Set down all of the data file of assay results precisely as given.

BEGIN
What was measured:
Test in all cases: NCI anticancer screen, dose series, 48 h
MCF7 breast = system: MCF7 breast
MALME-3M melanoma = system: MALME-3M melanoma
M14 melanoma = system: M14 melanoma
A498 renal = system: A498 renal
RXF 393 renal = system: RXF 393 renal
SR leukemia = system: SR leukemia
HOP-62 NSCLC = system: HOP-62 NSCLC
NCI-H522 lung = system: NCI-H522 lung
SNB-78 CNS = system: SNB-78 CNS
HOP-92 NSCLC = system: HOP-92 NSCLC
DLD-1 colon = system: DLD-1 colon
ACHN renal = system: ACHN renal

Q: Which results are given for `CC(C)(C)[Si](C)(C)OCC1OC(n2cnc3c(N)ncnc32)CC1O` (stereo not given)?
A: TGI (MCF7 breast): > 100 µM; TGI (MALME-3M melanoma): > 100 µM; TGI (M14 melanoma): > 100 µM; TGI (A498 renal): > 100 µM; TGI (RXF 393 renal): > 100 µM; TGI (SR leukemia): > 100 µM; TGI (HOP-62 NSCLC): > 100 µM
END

What was measured:
Test in all cases: NCI anticancer screen, dose series, 48 h
MCF7 breast = system: MCF7 breast
MALME-3M melanoma = system: MALME-3M melanoma
M14 melanoma = system: M14 melanoma
A498 renal = system: A498 renal
RXF 393 renal = system: RXF 393 renal
SR leukemia = system: SR leukemia
HOP-62 NSCLC = system: HOP-62 NSCLC
NCI-H522 lung = system: NCI-H522 lung
SNB-78 CNS = system: SNB-78 CNS
HOP-92 NSCLC = system: HOP-92 NSCLC
DLD-1 colon = system: DLD-1 colon
ACHN renal = system: ACHN renal

Q: Which results are given for `CC(C)(C)[Si](C)(C)OCC1OC(n2cnc3c(N)ncnc32)CC1O` (stereo not given)?
A: TGI (MCF7 breast): > 100 µM; TGI (MALME-3M melanoma): > 100 µM; TGI (M14 melanoma): > 100 µM; TGI (A498 renal): > 100 µM; TGI (RXF 393 renal): > 100 µM; TGI (SR leukemia): > 100 µM; TGI (HOP-62 NSCLC): > 100 µM